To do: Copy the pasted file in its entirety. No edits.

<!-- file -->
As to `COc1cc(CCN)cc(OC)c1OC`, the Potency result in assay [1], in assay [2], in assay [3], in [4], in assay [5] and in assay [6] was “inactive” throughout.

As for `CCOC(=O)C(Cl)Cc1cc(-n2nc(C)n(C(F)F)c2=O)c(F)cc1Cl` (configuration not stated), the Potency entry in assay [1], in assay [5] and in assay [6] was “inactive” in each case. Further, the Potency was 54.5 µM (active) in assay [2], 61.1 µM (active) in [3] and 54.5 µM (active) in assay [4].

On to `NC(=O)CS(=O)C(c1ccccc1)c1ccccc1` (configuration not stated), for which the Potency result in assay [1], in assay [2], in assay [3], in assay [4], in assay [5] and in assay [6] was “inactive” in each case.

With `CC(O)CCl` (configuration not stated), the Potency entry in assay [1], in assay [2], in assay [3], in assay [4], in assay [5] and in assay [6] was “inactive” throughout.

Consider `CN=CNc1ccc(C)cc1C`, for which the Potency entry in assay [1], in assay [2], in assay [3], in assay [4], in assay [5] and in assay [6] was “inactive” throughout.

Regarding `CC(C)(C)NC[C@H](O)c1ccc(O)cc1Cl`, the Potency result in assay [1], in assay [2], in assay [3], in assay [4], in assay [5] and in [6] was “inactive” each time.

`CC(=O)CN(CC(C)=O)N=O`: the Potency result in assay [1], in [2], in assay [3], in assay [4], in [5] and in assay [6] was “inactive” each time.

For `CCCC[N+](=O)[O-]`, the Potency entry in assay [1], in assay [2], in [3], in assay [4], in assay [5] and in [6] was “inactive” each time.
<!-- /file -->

As to `COc1cc(CCN)cc(OC)c1OC`, the Potency result in assay [1], in assay [2], in assay [3], in [4], in assay [5] and in assay [6] was “inactive” throughout.

As for `CCOC(=O)C(Cl)Cc1cc(-n2nc(C)n(C(F)F)c2=O)c(F)cc1Cl` (configuration not stated), the Potency entry in assay [1], in assay [5] and in assay [6] was “inactive” in each case. Further, the Potency was 54.5 µM (active) in assay [2], 61.1 µM (active) in [3] and 54.5 µM (active) in assay [4].

On to `NC(=O)CS(=O)C(c1ccccc1)c1ccccc1` (configuration not stated), for which the Potency result in assay [1], in assay [2], in assay [3], in assay [4], in assay [5] and in assay [6] was “inactive” in each case.

With `CC(O)CCl` (configuration not stated), the Potency entry in assay [1], in assay [2], in assay [3], in assay [4], in assay [5] and in assay [6] was “inactive” throughout.

Consider `CN=CNc1ccc(C)cc1C`, for which the Potency entry in assay [1], in assay [2], in assay [3], in assay [4], in assay [5] and in assay [6] was “inactive” throughout.

Regarding `CC(C)(C)NC[C@H](O)c1ccc(O)cc1Cl`, the Potency result in assay [1], in assay [2], in assay [3], in assay [4], in assay [5] and in [6] was “inactive” each time.

`CC(=O)CN(CC(C)=O)N=O`: the Potency result in assay [1], in [2], in assay [3], in assay [4], in [5] and in assay [6] was “inactive” each time.

For `CCCC[N+](=O)[O-]`, the Potency entry in assay [1], in assay [2], in [3], in assay [4], in assay [5] and in [6] was “inactive” each time.